In DBT, one of the skill sets that we learn to help regulate our emotions is known as "PLEASE." These skills are so very important because if we neglect our physical health, we open ourselves up to being very vulnerable emotionally.
Just think of the last time you got very hungry but couldn't immediately eat (i.e., in a traffic jam with no food available). In my experience, low blood sugar is a trigger. I quickly become irritable and anxious. I now try my best to make sure I have a snack in my purse at all times so that I don't make irrational, impulsive decisions based on an emotional reaction to the low blood sugar. Making sure we keep our blood sugar balanced is just one of the things we need to do to maintain equilibrium in our bodies.
PLEASE breaks down as the following. The acronym is a bit of a stretch, but stay with me:
PL: Treat PhysicaL illness (take care of your physical body by taking medication as prescribed, seeing a doctor when you need to, etc.)
E: Balance Eating (It's important not to skip meals and to be mindful of when we are over or under eating and to adjust to create balance in this area. On Emotion Regulation Handout 14 from Dr. Linehan's Skills Training Manual for Disordered Emotion Regulation (c) in press Guilford, it is also suggested that you stay away from foods that make you overly emotional. Can you think of any foods in particular that create an overly emotional response in you? I'd be curious to hear what type of food and why you think this happens.)
A: Avoid mood-Altering drugs (self-explanatory and includes alcohol)
S: Balance Sleep (This is different for everyone. We each have an optimum number of hours that we know we need in order to feel refreshed, energized, and ready for the day. Unfortunately, when he have mental health issues, our healthy sleep habits and patterns are disrupted. We may sleep too much or too little. Most people I connect with share that they suffer from insomnia, while I tend to majorly oversleep. Either way, it's important to try to get the right amount of sleep and to take any prescribed medications to help achieve this.)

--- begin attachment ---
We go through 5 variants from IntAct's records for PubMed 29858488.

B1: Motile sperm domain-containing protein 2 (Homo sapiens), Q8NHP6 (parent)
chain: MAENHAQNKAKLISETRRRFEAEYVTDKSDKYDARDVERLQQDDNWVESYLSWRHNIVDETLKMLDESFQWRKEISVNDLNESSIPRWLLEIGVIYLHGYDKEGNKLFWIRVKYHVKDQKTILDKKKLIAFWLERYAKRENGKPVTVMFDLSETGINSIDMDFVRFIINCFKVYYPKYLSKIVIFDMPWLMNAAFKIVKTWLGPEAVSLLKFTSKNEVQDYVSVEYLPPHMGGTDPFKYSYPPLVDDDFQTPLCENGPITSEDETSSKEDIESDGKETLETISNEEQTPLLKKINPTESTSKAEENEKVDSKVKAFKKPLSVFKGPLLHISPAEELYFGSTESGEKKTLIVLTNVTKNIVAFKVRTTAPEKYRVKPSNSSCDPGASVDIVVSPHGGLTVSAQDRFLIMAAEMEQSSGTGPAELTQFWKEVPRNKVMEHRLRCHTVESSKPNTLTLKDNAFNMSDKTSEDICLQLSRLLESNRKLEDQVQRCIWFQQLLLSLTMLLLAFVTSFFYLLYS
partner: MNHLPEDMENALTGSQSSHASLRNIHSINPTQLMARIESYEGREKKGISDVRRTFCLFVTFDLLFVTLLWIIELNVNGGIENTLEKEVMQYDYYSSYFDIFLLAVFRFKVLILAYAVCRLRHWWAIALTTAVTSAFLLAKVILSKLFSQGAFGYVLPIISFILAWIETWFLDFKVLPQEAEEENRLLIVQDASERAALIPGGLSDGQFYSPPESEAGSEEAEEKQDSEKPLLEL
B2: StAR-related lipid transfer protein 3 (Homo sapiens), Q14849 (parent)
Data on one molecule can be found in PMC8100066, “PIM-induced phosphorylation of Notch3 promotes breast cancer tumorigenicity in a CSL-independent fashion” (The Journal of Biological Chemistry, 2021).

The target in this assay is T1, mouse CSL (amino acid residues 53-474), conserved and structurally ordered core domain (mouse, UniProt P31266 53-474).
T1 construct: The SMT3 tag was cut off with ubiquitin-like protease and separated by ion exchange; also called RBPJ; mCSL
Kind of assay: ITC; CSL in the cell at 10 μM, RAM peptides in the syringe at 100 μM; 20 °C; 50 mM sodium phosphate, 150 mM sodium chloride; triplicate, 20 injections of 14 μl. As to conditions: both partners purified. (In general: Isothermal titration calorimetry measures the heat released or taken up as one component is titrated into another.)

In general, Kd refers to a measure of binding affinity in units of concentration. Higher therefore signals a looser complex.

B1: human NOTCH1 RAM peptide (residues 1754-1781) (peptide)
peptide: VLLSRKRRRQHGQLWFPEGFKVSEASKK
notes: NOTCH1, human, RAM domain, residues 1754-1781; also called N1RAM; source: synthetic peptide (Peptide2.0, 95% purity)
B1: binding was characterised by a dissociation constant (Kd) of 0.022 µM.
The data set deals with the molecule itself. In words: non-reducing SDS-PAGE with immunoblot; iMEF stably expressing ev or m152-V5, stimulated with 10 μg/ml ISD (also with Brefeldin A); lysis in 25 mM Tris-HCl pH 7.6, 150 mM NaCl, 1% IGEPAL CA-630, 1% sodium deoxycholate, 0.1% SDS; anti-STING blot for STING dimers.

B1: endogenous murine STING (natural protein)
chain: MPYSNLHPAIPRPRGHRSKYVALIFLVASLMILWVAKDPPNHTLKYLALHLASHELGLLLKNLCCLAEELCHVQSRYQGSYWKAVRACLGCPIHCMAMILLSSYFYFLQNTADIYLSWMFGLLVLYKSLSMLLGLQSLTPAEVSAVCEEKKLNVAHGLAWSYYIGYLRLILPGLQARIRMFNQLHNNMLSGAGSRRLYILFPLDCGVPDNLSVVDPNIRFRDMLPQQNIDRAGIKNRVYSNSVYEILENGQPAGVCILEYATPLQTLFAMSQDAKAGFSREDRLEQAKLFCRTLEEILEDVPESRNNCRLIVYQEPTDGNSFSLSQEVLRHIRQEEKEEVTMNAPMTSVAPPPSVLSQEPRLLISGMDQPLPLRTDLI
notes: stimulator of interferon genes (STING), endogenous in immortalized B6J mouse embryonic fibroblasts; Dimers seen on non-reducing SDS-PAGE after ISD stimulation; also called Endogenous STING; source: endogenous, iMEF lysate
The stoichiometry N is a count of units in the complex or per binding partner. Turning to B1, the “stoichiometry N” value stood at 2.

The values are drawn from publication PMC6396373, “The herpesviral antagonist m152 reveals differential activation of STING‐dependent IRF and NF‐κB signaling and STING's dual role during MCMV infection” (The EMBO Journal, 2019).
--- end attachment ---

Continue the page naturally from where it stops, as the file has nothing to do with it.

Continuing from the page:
E: Get Exercise (The thing about exercise is that it not only can help us look better, but it can also help us to radically feel better. I get this conceptually, but when it's time to actually do some type of exercise, I can be so stubborn and resistant. I don't understand why, really. Nearly every time I follow through, I feel so much better mentally, so I don't know why it's like pulling teeth each time. Can you relate? Maybe you are someone who loves to exercise. I'd love to hear about your experience with this. I think that the most important thing is to find something you enjoy doing so that it feels like less of a chore. Thinking about it this way, I enjoy walking and aerobic dance. What types of exercise do you actually enjoy?)
I especially needed to dig into these skills today because I've been very un-mindful about my body and physical health these past couple of days. Yesterday was amazing. I finally presented my new book to the world. It was truly a labor of love and is a deep sharing of my walk with Borderline Personality Disorder and DBT thus far. Because I was so excited to get it out there, I ignored my body's all too familiar cues that I was spending too much time at the computer. My posture was poor, I was eating quick meals in front of my screen, and my left wrist swelled up (carpal tunnel).
As a result, I woke up this morning in severe musculoskeletal pain. It's the same type I've experienced from the same behaviors in the past. My day started out with two Tylenols and a lot of moaning and groaning. It's unfortunate that it had to get to this point for me to break out of my stubbornness and take a break from the computer, but this evidently is what it took.
Today I took lots of deep breaths. I did some yoga stretches and then got outside and experienced Northern California fall temperatures of over 100 degrees. I had a sandwich by the ocean, and I supported someone close to me at his medical appointments.
I took my needed break, and I'm feeling better, but not 100%. I am making a commitment to be more mindful of the PLEASE skills and to practice them. If we do not take care of our physical health and needs, we often get stopped in our tracks and become unable to cope with even the littlest of things. We can become so emotionally vulnerable that everything seems exaggerated and challenging - especially when we have physical pain.
Are there some signs that you are ignoring or being stubborn around? Are you good at practicing the PLEASE skills on a daily basis in your life?